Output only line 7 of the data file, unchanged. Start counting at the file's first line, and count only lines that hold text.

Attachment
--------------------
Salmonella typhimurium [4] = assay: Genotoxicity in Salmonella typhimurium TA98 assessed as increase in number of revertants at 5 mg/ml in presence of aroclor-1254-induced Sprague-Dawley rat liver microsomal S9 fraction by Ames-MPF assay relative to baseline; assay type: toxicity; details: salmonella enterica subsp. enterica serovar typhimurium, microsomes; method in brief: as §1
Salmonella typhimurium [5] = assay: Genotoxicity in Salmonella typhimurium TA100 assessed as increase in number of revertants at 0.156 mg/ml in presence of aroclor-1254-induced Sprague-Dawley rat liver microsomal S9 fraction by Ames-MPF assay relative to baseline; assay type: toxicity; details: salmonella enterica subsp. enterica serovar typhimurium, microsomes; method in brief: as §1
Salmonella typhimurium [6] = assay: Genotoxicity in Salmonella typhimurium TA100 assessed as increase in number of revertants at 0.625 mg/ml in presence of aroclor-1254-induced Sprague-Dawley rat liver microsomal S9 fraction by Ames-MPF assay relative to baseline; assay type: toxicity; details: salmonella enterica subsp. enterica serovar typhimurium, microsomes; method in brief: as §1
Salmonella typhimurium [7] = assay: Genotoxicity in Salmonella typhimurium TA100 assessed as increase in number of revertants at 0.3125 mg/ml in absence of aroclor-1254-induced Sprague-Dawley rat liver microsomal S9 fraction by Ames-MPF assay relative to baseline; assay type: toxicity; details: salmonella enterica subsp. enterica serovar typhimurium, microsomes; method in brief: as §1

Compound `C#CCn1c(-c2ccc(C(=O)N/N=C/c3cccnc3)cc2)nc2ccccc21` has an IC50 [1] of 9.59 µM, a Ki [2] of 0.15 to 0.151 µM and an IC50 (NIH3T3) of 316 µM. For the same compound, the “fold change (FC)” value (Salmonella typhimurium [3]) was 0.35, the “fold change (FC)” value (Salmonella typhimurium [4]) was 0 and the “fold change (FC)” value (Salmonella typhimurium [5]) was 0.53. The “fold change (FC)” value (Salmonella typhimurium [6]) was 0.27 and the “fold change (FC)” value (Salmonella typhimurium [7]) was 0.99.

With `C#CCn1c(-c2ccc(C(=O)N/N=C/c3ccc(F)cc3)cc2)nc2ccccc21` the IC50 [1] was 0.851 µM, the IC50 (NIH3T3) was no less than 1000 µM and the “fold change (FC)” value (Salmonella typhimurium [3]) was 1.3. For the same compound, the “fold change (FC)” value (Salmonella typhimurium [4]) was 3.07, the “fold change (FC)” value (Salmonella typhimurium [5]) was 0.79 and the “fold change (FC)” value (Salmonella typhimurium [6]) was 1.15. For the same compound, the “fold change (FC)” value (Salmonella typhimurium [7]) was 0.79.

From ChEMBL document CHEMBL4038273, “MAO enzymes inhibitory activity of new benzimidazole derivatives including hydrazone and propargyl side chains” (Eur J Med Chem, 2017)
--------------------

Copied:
From ChEMBL document CHEMBL4038273, “MAO enzymes inhibitory activity of new benzimidazole derivatives including hydrazone and propargyl side chains” (Eur J Med Chem, 2017)